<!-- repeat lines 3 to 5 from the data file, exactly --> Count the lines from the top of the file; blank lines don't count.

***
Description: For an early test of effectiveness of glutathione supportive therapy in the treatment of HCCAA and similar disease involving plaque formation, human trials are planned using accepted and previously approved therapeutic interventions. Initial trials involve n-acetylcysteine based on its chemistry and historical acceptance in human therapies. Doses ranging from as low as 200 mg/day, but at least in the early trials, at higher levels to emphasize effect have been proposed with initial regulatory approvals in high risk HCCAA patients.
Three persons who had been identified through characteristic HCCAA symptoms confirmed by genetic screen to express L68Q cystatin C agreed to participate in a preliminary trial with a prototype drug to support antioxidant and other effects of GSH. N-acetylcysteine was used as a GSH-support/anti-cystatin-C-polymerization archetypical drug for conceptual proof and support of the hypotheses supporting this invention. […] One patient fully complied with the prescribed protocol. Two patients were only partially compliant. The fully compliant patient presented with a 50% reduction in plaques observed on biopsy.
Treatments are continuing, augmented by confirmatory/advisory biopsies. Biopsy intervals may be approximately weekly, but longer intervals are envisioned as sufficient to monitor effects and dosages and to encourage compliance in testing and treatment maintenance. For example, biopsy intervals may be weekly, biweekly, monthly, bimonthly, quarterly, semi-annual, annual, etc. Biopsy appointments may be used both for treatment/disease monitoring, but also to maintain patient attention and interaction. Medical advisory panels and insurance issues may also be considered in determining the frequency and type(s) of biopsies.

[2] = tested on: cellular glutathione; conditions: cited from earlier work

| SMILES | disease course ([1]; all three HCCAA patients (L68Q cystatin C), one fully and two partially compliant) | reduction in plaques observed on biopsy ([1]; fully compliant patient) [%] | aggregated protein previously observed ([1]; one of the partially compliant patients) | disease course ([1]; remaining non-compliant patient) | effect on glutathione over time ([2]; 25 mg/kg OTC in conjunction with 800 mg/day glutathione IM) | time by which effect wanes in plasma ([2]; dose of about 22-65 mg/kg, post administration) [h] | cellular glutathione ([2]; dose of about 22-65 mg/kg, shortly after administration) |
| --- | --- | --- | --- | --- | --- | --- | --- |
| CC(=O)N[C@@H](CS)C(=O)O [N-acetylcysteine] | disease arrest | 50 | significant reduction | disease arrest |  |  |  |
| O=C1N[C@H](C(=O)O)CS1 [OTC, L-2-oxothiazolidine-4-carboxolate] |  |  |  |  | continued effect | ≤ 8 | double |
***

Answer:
Treatments are continuing, augmented by confirmatory/advisory biopsies. Biopsy intervals may be approximately weekly, but longer intervals are envisioned as sufficient to monitor effects and dosages and to encourage compliance in testing and treatment maintenance. For example, biopsy intervals may be weekly, biweekly, monthly, bimonthly, quarterly, semi-annual, annual, etc. Biopsy appointments may be used both for treatment/disease monitoring, but also to maintain patient attention and interaction. Medical advisory panels and insurance issues may also be considered in determining the frequency and type(s) of biopsies.

[2] = tested on: cellular glutathione; conditions: cited from earlier work

| SMILES | disease course ([1]; all three HCCAA patients (L68Q cystatin C), one fully and two partially compliant) | reduction in plaques observed on biopsy ([1]; fully compliant patient) [%] | aggregated protein previously observed ([1]; one of the partially compliant patients) | disease course ([1]; remaining non-compliant patient) | effect on glutathione over time ([2]; 25 mg/kg OTC in conjunction with 800 mg/day glutathione IM) | time by which effect wanes in plasma ([2]; dose of about 22-65 mg/kg, post administration) [h] | cellular glutathione ([2]; dose of about 22-65 mg/kg, shortly after administration) |